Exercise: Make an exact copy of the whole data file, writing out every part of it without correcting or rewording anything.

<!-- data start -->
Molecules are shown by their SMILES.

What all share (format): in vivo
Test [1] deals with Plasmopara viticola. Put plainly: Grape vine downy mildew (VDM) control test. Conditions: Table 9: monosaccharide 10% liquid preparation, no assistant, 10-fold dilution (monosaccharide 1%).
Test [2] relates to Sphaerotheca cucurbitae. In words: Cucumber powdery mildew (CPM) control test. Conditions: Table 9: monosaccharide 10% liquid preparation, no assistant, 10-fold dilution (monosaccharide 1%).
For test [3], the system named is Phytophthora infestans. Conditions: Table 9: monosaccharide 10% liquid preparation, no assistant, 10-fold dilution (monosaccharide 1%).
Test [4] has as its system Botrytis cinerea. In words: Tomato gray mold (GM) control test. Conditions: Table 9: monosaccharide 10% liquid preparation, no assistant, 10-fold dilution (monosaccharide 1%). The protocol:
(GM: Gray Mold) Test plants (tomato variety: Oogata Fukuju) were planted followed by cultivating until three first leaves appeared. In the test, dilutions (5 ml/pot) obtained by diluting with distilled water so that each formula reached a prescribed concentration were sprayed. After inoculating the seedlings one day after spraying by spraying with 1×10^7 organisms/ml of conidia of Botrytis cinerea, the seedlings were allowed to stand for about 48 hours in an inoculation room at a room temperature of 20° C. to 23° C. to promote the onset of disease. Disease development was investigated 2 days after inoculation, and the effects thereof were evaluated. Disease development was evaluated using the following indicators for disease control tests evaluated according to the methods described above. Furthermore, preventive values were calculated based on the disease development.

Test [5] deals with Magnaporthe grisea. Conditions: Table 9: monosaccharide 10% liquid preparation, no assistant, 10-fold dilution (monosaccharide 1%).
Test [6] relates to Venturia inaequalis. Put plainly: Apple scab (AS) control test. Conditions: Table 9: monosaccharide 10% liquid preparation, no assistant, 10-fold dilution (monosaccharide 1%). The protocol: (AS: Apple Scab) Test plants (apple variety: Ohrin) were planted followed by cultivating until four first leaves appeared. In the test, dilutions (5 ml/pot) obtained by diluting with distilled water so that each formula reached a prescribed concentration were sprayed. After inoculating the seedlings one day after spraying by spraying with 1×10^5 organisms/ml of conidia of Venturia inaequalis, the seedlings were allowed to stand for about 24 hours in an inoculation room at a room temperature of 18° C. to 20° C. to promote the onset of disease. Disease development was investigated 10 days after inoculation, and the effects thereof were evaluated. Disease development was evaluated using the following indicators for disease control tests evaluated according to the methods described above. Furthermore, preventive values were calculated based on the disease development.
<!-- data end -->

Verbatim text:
Molecules are shown by their SMILES.

What all share (format): in vivo
Test [1] deals with Plasmopara viticola. Put plainly: Grape vine downy mildew (VDM) control test. Conditions: Table 9: monosaccharide 10% liquid preparation, no assistant, 10-fold dilution (monosaccharide 1%).
Test [2] relates to Sphaerotheca cucurbitae. In words: Cucumber powdery mildew (CPM) control test. Conditions: Table 9: monosaccharide 10% liquid preparation, no assistant, 10-fold dilution (monosaccharide 1%).
For test [3], the system named is Phytophthora infestans. Conditions: Table 9: monosaccharide 10% liquid preparation, no assistant, 10-fold dilution (monosaccharide 1%).
Test [4] has as its system Botrytis cinerea. In words: Tomato gray mold (GM) control test. Conditions: Table 9: monosaccharide 10% liquid preparation, no assistant, 10-fold dilution (monosaccharide 1%). The protocol:
(GM: Gray Mold) Test plants (tomato variety: Oogata Fukuju) were planted followed by cultivating until three first leaves appeared. In the test, dilutions (5 ml/pot) obtained by diluting with distilled water so that each formula reached a prescribed concentration were sprayed. After inoculating the seedlings one day after spraying by spraying with 1×10^7 organisms/ml of conidia of Botrytis cinerea, the seedlings were allowed to stand for about 48 hours in an inoculation room at a room temperature of 20° C. to 23° C. to promote the onset of disease. Disease development was investigated 2 days after inoculation, and the effects thereof were evaluated. Disease development was evaluated using the following indicators for disease control tests evaluated according to the methods described above. Furthermore, preventive values were calculated based on the disease development.

Test [5] deals with Magnaporthe grisea. Conditions: Table 9: monosaccharide 10% liquid preparation, no assistant, 10-fold dilution (monosaccharide 1%).
Test [6] relates to Venturia inaequalis. Put plainly: Apple scab (AS) control test. Conditions: Table 9: monosaccharide 10% liquid preparation, no assistant, 10-fold dilution (monosaccharide 1%). The protocol: (AS: Apple Scab) Test plants (apple variety: Ohrin) were planted followed by cultivating until four first leaves appeared. In the test, dilutions (5 ml/pot) obtained by diluting with distilled water so that each formula reached a prescribed concentration were sprayed. After inoculating the seedlings one day after spraying by spraying with 1×10^5 organisms/ml of conidia of Venturia inaequalis, the seedlings were allowed to stand for about 24 hours in an inoculation room at a room temperature of 18° C. to 20° C. to promote the onset of disease. Disease development was investigated 10 days after inoculation, and the effects thereof were evaluated. Disease development was evaluated using the following indicators for disease control tests evaluated according to the methods described above. Furthermore, preventive values were calculated based on the disease development.